Leadership

Hitler was authentic

Okay, so I’m being a bit provocative today. I’ve been struggling with the idea of authenticity as it relates to leadership for some time.  There’s something about it that just makes me uncomfortable. And then a friend said, “Hitler was authentic.” Wow.

Authenticity ensures that our inner values, feelings and beliefs match our outer selves. In other words, we aren’t faking anything to fit in or to be accepted.

Authenticity is important to us as humans. We are equipped with finely tuned bullshit meters that help us tell when someone is lying to us and when they are being authentic.  We need to know that what we see is what we get when we elect a Prime Minister or a President or that we can trust that our boss says what she means. Authenticity is one way that we measure trustworthiness.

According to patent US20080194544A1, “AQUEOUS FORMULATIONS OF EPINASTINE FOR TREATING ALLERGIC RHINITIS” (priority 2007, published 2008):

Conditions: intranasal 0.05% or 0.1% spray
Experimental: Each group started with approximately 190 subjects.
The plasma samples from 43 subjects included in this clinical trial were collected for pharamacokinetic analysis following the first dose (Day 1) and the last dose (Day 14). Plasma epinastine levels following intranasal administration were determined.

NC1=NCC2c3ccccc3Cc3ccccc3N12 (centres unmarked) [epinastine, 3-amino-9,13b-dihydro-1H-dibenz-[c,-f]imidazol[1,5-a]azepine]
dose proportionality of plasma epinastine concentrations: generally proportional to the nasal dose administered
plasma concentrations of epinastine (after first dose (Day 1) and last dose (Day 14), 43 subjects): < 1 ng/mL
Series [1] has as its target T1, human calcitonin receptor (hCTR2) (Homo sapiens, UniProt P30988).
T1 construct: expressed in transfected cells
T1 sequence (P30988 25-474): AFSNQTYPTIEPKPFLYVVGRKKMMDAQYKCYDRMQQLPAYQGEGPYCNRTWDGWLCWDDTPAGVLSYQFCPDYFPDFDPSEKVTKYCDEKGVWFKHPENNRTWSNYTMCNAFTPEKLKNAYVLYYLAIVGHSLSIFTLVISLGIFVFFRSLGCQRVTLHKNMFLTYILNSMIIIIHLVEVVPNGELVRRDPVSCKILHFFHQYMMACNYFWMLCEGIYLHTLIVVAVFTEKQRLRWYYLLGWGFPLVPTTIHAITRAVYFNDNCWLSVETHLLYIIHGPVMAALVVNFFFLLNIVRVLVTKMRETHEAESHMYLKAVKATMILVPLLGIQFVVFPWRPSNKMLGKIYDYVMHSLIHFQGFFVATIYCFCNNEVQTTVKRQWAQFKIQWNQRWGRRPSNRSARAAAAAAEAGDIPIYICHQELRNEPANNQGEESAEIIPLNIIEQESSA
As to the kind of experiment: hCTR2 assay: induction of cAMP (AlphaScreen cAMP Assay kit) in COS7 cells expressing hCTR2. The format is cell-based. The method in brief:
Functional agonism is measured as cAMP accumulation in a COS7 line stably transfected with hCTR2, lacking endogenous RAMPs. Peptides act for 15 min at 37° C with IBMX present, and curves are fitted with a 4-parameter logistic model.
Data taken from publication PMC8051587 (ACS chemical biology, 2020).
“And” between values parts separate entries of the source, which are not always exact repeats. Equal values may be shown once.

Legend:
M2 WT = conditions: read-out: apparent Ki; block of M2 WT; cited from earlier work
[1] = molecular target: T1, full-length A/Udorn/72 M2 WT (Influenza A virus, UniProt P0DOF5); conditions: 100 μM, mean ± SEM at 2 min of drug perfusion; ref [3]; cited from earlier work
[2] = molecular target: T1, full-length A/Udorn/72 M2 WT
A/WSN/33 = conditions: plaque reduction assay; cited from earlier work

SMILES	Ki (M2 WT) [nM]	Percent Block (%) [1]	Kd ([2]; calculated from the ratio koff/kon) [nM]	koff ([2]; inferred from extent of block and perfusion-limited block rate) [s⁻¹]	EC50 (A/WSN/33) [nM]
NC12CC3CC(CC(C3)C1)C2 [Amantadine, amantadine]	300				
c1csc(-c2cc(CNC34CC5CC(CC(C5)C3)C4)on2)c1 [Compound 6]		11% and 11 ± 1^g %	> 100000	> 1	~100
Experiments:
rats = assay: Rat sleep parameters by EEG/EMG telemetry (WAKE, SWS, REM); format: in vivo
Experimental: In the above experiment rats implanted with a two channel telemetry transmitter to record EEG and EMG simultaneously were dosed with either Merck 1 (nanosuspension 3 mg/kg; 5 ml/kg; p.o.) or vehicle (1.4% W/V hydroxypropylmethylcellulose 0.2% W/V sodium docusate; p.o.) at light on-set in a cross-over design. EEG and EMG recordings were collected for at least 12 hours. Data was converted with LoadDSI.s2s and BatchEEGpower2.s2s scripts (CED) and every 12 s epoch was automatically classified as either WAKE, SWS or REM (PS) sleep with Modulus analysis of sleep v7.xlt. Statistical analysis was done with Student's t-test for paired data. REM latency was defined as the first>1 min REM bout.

It’s great to feel that you can be yourself, without having to suppress any of your values, beliefs or personality. But if that isn’t in the best interests of your followers, your community, then perhaps authenticity becomes a tool to force your beliefs onto others. Authenticity, without a deep understanding of the needs of your followers is really just self-centredness.

Hitler was authentic. Does that make him good? Does that justify the Second World War and the murder of millions of Jews and eastern Europeans, and the enslavement of millions of others? Of course not. Authenticity alone does not a good leader make.

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9 replies »

  1. Mostly, I agree; however, my first reaction to “But if that isn’t in the best interests of your followers, your community, then perhaps authenticity becomes a tool to force your beliefs onto others. Authenticity, without a deep understanding of the needs of your followers is really just self-centredness.” was sceptical. Could you expand on what you mean? (Possibly, giving a specific example.)